We are not hereby claiming that those who say that Jesus is their Mediator are knowingly denying the ransom. We assume that many of them are merely confused and will ere long, under God's providence, see matters more distinctly. We are merely pointing out that theoretically and logically such deny the finished work of Christ on their behalf, when they claim that he is the Mediator between them and God. It seems remarkable that any could become so confused as to imagine that, as New Creatures, they ever sinned or were ever alienated from God. It was not as New Creatures that we needed ransoming. It was the natural man fallen through sin whose sin needed to be atoned for by the death of the Man Christ Jesus and the application or imputation of the merit of that sacrifice.

The application of our Lord's ransom merit "for us," when he ascended up on high, had the effect of immediately cancelling all of our sins and bringing us into direct at-one-ment with the Father the moment we by faith accepted the Lord's terms and presented ourselves living sacrifices. Not even for one moment did Jesus stand between us and the Father. The very moment that he applied to us his merit was the same moment in which the Father received us as New Creatures begotten of the holy Spirit, "Sons of God without rebuke." (Phil. 2:15.) Our Lord Jesus was made unto us wisdom, justification, sanctification and will yet be made unto us deliverance; but it was God that drew us, that called us. "It is God that justifieth." (Rom. 8:33.) It is God that sanctifies us to himself and that will by and by raise us up also by Jesus to the glorious perfection of the divine nature. Our Redeemer is our Advocate who, covering us with the robe of his own merit, presents us at once and directly to the Father, without any one between.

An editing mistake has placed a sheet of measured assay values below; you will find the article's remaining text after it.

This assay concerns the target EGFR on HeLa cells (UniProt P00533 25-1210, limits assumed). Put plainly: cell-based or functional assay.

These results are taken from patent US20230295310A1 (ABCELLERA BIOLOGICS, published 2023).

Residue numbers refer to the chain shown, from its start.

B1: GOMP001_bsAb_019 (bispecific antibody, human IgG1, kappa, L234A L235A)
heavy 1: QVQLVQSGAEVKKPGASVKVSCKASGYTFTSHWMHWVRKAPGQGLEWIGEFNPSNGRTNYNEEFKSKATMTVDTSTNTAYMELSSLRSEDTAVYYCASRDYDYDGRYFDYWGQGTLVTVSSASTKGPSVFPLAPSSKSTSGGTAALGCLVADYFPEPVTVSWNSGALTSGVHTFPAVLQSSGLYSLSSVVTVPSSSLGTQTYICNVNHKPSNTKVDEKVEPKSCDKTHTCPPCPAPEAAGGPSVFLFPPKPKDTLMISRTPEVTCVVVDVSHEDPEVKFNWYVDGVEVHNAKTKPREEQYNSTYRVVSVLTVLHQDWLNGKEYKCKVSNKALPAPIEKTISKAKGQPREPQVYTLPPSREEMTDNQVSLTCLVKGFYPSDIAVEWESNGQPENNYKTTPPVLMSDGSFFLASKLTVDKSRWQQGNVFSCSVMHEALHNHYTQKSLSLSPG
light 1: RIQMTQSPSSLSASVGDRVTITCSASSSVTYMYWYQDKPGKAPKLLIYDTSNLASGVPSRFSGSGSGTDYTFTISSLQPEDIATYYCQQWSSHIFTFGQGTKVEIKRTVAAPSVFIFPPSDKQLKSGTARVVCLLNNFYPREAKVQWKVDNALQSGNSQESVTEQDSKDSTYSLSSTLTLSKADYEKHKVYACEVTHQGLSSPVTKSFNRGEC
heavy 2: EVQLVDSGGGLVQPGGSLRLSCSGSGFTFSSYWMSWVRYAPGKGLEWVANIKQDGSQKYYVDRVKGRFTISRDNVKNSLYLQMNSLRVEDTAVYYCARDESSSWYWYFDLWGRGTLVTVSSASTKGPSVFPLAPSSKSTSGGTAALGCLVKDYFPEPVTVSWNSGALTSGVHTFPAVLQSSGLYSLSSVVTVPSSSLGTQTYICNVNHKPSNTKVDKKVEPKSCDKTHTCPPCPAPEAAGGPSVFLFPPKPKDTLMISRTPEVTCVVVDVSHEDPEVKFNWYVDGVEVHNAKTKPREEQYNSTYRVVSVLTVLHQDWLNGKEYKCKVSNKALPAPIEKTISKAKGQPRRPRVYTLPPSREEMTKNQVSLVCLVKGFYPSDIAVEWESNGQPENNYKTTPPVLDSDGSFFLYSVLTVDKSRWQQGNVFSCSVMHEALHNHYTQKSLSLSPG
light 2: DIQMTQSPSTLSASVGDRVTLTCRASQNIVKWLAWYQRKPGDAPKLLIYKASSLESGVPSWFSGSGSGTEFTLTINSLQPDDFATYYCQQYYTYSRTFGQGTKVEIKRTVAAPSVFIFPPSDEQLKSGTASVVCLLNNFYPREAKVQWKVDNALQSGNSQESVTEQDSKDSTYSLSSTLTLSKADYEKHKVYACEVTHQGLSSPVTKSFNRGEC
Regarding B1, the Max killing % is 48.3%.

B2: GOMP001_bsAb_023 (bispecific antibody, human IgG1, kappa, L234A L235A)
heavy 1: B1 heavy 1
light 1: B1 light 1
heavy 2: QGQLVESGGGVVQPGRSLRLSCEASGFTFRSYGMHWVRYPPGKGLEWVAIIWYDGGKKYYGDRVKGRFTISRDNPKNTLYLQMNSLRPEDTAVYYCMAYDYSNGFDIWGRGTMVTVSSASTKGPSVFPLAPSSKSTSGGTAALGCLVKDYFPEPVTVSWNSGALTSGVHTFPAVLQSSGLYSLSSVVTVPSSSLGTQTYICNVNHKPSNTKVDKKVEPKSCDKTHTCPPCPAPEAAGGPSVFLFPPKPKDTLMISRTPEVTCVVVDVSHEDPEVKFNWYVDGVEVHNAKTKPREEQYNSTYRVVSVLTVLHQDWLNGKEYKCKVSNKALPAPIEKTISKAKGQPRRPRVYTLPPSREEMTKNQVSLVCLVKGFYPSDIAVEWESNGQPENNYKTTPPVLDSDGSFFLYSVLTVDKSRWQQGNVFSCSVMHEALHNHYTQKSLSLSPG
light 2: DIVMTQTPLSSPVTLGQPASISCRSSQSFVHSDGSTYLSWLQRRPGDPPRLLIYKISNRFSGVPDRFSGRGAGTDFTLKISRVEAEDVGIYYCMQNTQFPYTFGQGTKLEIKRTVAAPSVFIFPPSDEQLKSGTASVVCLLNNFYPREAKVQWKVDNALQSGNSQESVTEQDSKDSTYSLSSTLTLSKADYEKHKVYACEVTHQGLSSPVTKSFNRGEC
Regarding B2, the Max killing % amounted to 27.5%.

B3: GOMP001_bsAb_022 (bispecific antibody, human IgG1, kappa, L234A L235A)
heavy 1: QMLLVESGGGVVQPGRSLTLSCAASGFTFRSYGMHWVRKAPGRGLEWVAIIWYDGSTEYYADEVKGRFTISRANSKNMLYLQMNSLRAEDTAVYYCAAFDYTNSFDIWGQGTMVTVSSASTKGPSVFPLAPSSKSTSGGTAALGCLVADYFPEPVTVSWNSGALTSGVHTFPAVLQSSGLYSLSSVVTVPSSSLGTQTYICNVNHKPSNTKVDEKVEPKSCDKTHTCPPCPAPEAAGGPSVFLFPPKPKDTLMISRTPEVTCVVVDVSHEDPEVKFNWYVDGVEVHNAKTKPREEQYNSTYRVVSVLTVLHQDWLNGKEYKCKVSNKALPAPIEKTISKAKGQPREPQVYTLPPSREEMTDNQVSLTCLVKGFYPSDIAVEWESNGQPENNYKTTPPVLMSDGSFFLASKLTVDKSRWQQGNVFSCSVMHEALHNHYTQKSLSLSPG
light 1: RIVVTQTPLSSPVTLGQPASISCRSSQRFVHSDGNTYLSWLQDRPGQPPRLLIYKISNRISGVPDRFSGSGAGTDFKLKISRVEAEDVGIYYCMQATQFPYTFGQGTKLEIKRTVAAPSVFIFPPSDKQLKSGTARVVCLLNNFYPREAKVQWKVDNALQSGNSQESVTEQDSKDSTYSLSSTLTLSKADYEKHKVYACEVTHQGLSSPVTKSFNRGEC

Note, in contrast, how differently the Ransom merit will affect the world of mankind during the Millennium. It will not similarly cancel their sins and instantly turn them over to the Father. To do so would mean their ruination, for the Divine Law would instantly condemn them to death again; because, carnally minded, rebellious, not subject to the Law of God. The merit of the Ransom will be applied for the world indirectly in the sealing of the New Covenant with Israel, so that all the world under that Covenant provision and under the great Mediatorial Kingdom of Righteousness, for a thousand years may have fullest opportunity for the opening of the eyes of their understanding, for the changing of their stony hearts to hearts of flesh, to human love and sympathy. During that age none will be introduced to the Father; the Mediator will stand between God and man until he shall have perfected the willing and obedient—until he shall have actually justified them. All will be under the judgment of the Royal Priesthood after [R4579 : page 92] the order of Melchizedek for disciplining and uplifting. During that age all those who refuse to heed that Great Prophet, Priest, King, "Mediator between God and men" will be utterly destroyed from amongst the people in the Second Death. (Act. 3:23.) Not until the end of the Millennial Age (not until mankind shall have reached absolute justification or perfection) will the full results of the ransom be theirs. Then they will be introduced to the Father blameless and unreprovable.

In a word, then, the efficiency of the Ransom Price of our Lord's sacrifice comes instantly to the consecrated believer through faith-justification and obedience of sacrifice, while the merit of that ransom will properly be gradually bestowed upon the world during the entire Millennial Age.


====================